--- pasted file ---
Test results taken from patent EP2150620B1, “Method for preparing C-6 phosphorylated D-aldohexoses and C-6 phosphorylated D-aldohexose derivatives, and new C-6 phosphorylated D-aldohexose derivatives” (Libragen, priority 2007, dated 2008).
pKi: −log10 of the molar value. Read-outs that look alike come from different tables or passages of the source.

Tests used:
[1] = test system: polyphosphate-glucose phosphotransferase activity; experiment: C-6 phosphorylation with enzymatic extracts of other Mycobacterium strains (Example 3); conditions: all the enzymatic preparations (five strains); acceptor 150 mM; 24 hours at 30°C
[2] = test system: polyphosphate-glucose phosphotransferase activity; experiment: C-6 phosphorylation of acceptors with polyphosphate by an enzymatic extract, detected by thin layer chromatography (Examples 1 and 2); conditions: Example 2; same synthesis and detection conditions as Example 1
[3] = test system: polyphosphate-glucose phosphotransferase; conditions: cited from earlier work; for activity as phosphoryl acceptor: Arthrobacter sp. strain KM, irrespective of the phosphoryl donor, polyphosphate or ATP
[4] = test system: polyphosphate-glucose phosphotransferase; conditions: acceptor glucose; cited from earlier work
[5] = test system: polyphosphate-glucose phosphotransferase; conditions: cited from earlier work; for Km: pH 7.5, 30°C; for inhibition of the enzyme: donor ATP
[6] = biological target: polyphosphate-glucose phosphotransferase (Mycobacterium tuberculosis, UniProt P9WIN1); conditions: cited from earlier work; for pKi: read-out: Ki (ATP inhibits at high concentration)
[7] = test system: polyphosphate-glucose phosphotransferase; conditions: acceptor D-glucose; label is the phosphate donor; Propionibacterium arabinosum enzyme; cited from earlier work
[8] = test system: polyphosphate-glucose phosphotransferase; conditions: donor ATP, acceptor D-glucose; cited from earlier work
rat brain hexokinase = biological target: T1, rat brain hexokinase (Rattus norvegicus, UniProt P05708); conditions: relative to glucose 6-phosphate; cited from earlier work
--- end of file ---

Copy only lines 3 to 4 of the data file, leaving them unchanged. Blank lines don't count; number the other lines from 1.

Tests used:
[1] = test system: polyphosphate-glucose phosphotransferase activity; experiment: C-6 phosphorylation with enzymatic extracts of other Mycobacterium strains (Example 3); conditions: all the enzymatic preparations (five strains); acceptor 150 mM; 24 hours at 30°C